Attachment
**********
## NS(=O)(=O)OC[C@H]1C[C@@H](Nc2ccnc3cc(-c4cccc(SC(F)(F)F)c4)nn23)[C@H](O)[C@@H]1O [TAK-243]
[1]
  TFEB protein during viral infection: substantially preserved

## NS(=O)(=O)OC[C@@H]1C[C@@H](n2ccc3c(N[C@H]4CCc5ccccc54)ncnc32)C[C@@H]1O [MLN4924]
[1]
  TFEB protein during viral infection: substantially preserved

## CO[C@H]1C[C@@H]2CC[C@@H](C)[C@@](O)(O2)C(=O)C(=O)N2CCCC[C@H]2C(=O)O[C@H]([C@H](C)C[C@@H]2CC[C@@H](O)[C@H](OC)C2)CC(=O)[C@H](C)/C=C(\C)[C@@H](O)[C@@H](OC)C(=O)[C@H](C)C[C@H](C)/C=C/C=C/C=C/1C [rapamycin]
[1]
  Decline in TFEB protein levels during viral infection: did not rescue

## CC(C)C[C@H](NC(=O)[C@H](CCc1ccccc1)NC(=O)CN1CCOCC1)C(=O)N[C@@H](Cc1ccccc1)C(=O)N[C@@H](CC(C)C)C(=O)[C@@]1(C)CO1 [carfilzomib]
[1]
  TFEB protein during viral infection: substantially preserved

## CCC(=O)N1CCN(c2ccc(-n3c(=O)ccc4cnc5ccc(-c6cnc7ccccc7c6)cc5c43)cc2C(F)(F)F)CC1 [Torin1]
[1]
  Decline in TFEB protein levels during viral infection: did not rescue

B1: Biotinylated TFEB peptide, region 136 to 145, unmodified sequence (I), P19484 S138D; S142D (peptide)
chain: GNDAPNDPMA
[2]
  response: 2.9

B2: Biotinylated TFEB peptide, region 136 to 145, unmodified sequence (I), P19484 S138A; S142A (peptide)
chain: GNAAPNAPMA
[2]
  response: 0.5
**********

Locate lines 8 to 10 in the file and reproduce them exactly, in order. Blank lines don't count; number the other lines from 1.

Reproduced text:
[1]
  Decline in TFEB protein levels during viral infection: did not rescue

## CC(C)C[C@H](NC(=O)[C@H](CCc1ccccc1)NC(=O)CN1CCOCC1)C(=O)N[C@@H](Cc1ccccc1)C(=O)N[C@@H](CC(C)C)C(=O)[C@@]1(C)CO1 [carfilzomib]